to explain your reasoning and make your computations clear. That means using
English sentences if the mathematical sentences are not otherwise clear.
Use standard notation and language. Do not invent your own notation or
abbreviations, and expect the grader to figure out your meaning. Spell out words.
For example, do not use “#” in your sentence, if what you mean is the word “pounds”
Do not use the “equals” sign (“=“) to stand for “leads to”, “indicates”, “is related to”,
“is”, or anything else inside a written sentence; instead, use the actual words. The
“equals” sign should be used only to indicate “is equal to” within an equation.
Don’t do magic: plus/minus (“±”) signs, “= 0”, radical symbols, and denominators
should not disappear in the middle of your computations, only to mysteriously
reappear at the end. Each step in a problem should be complete.
If the problem is of the “Explain” or “Write in your own words” type, then copying the
answer from the back of the book, or the definition from the chapter, is unacceptable.
You should write the answer in your words, not the text’s.
Remember to put your final answer at the end of your work, and mark it clearly
by, for example, underlining it. Label your answer appropriately; if the question asks
for measured units, make sure to put appropriate units on the answer. If the question
is a word problem, the answer should be in words. In general, write your homework as though you are trying to convince someone
that you know what you are talking about. Imprecision and gaps in reasoning
will work against this aim. You should use your instructor as a study aid, in addition to the text, study guides, study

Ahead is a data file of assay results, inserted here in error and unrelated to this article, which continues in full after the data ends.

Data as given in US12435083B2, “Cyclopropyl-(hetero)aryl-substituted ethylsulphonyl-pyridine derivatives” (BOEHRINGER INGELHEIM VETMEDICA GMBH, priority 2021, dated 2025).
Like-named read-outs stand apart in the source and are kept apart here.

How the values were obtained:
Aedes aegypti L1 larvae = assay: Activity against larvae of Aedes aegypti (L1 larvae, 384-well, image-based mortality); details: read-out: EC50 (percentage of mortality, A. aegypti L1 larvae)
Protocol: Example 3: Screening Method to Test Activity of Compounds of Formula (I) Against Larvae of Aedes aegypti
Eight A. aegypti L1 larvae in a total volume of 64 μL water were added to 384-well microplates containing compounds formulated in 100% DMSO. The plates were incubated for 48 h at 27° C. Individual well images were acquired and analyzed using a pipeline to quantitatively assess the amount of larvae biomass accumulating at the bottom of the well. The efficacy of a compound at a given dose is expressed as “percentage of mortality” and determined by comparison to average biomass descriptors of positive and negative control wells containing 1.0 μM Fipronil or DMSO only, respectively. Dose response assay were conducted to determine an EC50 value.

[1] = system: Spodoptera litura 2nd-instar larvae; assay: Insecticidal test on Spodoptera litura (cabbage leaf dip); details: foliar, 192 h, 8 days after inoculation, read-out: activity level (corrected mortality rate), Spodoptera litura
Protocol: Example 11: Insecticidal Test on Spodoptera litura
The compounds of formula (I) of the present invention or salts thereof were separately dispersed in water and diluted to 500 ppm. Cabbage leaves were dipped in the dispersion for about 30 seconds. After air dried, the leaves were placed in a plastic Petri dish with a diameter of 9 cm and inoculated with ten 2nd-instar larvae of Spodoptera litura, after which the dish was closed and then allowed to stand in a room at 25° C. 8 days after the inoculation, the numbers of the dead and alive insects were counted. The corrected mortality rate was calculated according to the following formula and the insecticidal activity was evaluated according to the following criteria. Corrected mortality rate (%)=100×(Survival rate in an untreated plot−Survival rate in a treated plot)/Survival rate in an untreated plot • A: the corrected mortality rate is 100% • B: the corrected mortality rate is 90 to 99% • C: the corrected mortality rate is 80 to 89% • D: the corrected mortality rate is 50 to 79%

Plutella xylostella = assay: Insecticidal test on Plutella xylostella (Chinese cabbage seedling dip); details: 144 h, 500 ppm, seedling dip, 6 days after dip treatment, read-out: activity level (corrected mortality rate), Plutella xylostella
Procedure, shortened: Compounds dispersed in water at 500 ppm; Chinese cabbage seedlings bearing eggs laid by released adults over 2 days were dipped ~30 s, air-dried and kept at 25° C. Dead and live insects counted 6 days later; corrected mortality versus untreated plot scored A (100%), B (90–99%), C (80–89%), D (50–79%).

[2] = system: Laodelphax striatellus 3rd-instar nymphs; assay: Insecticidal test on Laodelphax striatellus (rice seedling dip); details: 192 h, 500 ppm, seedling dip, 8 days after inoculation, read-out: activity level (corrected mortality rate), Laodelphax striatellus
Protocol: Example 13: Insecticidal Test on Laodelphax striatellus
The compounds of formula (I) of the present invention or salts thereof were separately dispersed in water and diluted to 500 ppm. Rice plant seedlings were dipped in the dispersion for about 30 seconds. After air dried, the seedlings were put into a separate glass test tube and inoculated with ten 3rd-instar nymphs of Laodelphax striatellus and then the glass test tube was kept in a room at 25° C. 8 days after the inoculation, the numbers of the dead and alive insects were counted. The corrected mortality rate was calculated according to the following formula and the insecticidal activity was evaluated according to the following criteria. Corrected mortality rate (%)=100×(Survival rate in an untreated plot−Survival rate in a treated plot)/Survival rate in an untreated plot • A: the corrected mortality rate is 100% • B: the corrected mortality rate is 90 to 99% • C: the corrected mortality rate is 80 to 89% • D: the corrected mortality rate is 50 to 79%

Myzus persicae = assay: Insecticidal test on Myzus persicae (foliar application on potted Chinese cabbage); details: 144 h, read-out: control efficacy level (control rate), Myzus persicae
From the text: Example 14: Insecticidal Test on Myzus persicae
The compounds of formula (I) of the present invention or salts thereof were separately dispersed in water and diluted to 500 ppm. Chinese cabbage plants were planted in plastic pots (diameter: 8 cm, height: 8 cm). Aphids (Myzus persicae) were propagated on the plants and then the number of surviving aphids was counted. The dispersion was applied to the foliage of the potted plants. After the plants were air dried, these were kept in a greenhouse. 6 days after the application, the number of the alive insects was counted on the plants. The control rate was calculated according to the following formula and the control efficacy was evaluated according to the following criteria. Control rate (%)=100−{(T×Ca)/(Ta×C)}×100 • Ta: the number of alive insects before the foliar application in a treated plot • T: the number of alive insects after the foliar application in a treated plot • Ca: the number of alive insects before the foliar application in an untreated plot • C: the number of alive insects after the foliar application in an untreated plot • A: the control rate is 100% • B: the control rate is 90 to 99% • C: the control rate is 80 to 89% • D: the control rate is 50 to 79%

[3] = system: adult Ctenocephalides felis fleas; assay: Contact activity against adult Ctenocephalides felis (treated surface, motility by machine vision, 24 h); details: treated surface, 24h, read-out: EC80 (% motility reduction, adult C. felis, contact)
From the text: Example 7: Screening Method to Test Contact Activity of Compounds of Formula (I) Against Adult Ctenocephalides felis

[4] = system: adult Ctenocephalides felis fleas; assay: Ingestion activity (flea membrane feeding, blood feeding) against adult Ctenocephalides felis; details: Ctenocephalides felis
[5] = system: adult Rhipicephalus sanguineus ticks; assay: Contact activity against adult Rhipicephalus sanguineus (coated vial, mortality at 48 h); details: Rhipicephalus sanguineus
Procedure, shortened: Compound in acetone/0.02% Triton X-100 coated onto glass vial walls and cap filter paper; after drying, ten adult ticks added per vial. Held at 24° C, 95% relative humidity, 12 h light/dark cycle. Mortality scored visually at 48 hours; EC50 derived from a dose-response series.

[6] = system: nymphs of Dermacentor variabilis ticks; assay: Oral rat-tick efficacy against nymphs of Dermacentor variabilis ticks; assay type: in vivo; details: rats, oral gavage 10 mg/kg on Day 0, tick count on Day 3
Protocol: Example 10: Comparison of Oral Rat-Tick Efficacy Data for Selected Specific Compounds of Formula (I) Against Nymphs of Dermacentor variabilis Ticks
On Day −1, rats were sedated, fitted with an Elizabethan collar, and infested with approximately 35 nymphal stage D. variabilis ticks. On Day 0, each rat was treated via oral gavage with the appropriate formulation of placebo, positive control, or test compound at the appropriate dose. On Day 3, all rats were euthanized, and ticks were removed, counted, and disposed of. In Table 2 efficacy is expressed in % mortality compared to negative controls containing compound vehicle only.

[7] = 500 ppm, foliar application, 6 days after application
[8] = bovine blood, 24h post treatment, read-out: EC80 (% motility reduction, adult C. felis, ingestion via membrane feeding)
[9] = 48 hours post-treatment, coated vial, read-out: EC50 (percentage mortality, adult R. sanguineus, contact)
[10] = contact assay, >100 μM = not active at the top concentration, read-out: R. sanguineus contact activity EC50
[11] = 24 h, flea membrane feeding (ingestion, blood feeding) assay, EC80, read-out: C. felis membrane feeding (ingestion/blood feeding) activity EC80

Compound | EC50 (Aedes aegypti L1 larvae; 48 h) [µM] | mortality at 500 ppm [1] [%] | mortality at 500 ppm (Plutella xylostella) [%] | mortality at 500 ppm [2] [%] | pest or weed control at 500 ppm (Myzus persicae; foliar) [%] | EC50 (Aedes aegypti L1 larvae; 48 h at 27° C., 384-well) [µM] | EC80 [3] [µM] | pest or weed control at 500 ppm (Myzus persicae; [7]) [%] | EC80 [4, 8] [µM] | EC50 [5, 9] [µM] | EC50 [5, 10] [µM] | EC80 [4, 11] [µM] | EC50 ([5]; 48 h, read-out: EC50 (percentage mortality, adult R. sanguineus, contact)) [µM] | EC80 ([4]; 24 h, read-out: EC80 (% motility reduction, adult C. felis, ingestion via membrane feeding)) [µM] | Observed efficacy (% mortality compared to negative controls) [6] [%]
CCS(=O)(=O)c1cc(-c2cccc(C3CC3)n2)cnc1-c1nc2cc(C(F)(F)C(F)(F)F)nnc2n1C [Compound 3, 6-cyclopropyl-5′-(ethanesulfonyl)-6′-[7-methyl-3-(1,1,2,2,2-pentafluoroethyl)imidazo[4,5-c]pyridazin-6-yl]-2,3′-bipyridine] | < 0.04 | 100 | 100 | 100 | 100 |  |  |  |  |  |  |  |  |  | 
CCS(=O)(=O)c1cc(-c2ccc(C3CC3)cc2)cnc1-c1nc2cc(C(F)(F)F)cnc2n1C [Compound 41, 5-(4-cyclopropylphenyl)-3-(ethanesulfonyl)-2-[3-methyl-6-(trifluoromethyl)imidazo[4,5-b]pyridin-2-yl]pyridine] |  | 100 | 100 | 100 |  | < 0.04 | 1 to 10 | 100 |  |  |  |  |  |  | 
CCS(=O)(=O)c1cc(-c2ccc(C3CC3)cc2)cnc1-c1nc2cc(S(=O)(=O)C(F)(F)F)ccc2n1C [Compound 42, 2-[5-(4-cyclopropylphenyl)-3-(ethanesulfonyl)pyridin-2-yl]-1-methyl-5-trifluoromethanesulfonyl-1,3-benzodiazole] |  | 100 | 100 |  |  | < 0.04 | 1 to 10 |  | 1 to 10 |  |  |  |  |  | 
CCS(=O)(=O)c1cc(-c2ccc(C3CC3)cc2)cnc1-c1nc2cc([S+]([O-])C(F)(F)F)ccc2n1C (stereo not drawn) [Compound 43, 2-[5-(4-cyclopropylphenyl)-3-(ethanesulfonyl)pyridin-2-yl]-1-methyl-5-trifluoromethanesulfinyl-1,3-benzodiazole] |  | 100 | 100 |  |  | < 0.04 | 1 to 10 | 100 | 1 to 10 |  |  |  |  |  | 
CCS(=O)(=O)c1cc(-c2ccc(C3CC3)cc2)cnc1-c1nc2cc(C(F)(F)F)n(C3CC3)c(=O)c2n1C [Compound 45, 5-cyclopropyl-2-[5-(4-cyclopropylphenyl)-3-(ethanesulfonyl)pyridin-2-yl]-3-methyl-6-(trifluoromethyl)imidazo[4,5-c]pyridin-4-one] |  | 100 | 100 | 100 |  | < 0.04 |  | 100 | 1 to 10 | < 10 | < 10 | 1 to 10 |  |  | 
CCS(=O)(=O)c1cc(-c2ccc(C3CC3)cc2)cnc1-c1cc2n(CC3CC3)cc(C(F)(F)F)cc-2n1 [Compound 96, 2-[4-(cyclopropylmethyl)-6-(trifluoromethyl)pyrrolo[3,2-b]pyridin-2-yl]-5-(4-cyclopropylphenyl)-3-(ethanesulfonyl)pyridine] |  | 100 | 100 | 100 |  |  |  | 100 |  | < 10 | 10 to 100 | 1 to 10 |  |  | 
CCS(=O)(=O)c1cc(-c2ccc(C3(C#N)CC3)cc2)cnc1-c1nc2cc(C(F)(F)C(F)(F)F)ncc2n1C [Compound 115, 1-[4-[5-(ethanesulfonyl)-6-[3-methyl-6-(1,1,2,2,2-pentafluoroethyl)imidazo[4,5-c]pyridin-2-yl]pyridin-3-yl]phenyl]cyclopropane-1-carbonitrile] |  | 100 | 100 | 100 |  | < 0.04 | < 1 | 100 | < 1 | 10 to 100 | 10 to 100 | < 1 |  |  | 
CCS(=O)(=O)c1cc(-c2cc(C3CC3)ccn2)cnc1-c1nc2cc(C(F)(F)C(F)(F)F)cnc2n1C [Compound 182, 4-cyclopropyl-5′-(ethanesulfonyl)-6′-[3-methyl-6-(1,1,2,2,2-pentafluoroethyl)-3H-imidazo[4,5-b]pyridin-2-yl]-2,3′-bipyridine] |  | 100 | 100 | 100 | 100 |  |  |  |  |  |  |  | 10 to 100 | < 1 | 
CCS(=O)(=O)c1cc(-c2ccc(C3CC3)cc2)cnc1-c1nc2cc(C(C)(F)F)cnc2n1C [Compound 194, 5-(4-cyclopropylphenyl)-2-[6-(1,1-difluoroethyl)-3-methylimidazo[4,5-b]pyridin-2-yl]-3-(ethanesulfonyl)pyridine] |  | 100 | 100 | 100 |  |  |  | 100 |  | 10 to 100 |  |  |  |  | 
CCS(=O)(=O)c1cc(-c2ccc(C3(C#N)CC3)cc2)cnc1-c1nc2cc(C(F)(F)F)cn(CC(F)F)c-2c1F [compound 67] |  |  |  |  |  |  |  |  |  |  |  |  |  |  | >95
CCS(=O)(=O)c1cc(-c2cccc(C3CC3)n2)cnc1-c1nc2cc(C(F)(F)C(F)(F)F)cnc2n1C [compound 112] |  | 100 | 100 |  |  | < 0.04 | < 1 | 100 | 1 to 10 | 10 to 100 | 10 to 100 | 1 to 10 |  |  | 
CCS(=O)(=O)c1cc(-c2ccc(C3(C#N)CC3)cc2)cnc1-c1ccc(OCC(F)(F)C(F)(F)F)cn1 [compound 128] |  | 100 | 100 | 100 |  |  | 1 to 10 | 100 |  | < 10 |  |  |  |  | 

groups, and tutoring services. Your work is much easier to grade when you have made your
work and reasoning clear, and any difficulties you have in completing the assignment can be
better explained to you by the grader if you have made your meaning clear. More
importantly, however, completely worked and corrected homework exercises make excellent
study guides for the Final. Also, if you develop good habits while working on the homework,
you will generally perform better on the tests.
In summary, some of the primary educational goals that schools of today have for their
students are the improvement of essential communication skills, the provision of significant
and meaningful learning experiences, and the development of the workforce. As such,
schools want their instructors to guide their students toward a higher level of confidence and
competence. In math classes, these goals translate into a greater need for clarity in
mathematical writing. The intention of these “Homework Guidelines” is that you and your
instructor communicate better, and that you succeed both in this mathematics course and in
future mathematical communication with co-workers and clients. This document is available online at http://www.purplemath.com/guidline.htm;
this document may be reproduced for educational purposes, under the conditions that
the copyright statement is retained and the copies are distributed at no cost. Copyright © 1990-2006 Elizabeth Stapel All Rights Reserved ...
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This note was uploaded on 11/12/2010 for the course CSCI 271 taught by Professor Wilczynski during the Spring '08 term at USC.
- Spring '08